Free-falling to your death in a lift is highly unlikely. But lifts do pose an injury risk, especially for the elderly, who need to take special care when using them, a research done from Indiana University School of Medicine in the United States.
They analysed data collected by the US Consumer Product Safety Commission, involving almost 45,000 cases of elevator-related injuries in adults 65 and older from 1990 to 2006.
They looked at the type of injury, areas of the body affected, as well as the age and gender of those involved.
The study found that the older a person is, the greater their chance of being involved in a lift injury - with the rate being seven times higher among those 85 and older than those aged 65 to 69. The average age of someone who sustained an injury was 80, and three quarters of those injured were women.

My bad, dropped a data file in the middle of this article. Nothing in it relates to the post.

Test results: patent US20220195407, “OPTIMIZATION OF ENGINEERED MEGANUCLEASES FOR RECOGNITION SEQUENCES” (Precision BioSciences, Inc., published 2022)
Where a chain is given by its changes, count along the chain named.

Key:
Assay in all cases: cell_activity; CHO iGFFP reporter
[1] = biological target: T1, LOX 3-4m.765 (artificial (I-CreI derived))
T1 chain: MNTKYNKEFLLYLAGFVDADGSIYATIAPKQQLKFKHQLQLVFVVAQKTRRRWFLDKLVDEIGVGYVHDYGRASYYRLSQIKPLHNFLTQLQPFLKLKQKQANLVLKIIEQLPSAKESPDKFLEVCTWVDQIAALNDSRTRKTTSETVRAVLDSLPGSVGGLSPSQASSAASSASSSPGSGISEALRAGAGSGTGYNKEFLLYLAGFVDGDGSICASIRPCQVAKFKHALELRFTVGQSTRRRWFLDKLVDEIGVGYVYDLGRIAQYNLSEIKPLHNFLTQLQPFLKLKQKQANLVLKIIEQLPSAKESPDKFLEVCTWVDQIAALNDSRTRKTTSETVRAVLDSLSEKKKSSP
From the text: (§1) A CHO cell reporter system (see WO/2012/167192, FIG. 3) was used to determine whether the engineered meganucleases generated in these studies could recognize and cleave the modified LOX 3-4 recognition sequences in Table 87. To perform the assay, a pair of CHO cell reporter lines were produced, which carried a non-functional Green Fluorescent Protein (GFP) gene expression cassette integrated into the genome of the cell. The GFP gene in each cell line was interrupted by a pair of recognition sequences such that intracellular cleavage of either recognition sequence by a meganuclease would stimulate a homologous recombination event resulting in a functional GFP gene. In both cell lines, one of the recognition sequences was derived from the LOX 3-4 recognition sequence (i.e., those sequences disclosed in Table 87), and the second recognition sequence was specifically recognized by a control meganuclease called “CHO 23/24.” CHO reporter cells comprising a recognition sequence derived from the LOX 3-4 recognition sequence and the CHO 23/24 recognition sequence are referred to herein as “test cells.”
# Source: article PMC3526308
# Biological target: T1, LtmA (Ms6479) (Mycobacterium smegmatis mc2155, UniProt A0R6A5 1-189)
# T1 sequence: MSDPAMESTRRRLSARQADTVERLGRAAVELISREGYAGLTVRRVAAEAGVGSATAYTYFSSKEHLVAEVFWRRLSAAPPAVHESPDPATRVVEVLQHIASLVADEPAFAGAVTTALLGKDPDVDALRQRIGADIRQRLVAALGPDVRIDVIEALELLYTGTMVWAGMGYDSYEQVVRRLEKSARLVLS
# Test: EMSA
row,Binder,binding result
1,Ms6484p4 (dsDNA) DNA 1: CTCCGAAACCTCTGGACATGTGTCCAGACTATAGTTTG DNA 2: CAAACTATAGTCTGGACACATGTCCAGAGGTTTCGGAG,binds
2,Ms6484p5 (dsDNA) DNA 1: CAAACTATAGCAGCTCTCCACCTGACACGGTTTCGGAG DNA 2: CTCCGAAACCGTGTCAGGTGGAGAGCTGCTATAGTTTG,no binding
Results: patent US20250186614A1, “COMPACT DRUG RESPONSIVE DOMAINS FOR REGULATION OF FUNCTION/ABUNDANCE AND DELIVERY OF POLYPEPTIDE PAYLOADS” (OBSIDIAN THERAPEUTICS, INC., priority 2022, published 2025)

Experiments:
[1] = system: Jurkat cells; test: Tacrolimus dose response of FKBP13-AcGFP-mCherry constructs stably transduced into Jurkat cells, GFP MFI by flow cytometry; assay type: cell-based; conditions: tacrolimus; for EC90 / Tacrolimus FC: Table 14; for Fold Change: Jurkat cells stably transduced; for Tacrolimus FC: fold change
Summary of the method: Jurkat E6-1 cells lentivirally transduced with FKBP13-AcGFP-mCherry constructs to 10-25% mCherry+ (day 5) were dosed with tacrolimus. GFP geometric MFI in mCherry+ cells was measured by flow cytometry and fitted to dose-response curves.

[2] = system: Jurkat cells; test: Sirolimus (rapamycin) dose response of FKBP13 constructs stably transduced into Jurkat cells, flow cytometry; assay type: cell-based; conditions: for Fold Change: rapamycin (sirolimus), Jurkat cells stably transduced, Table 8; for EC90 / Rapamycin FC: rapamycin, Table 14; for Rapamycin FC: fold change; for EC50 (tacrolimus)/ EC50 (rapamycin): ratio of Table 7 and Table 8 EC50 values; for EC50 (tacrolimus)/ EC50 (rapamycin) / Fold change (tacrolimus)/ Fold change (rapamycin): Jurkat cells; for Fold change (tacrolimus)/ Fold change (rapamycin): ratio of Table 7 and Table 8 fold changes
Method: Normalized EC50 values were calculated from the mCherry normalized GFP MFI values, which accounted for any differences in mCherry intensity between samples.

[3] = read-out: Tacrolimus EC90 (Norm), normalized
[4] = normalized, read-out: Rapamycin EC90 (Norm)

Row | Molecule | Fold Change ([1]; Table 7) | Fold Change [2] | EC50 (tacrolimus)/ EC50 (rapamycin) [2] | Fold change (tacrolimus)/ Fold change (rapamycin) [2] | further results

More than half of all injuries followed a slip, trip, or fall and about one third were caused by the lift door closing on the user. Soft-tissue damage, fracture, and cuts were the most common injury types, with the upper arms the body part most commonly affected.
Fifteen per cent were bad enough to require hospital admission, and of these, hip fractures were the most common (40 per cent).
There's a similar injury pattern in Australia, says Nicolas Reid, a researcher at the Victorian Injury Surveillance Unit at the Monash University Accident Research Centre. He says he knows of 48 cases in Victoria over the last 10 years, and there are probably many more not recorded.
So while lifts have a very good safety record on the whole, they are not completely risk-free. Deaths do occur but they are mainly among maintenance crew falling off the lift and down the shaft, or from people falling through door openings down the shaft when there is no carriage there. There are no known cases anywhere of elevators simply free-falling and killing the passengers inside.
In most circumstances, its older adults (especially those with poor vision or balance) who need to take most care around lifts.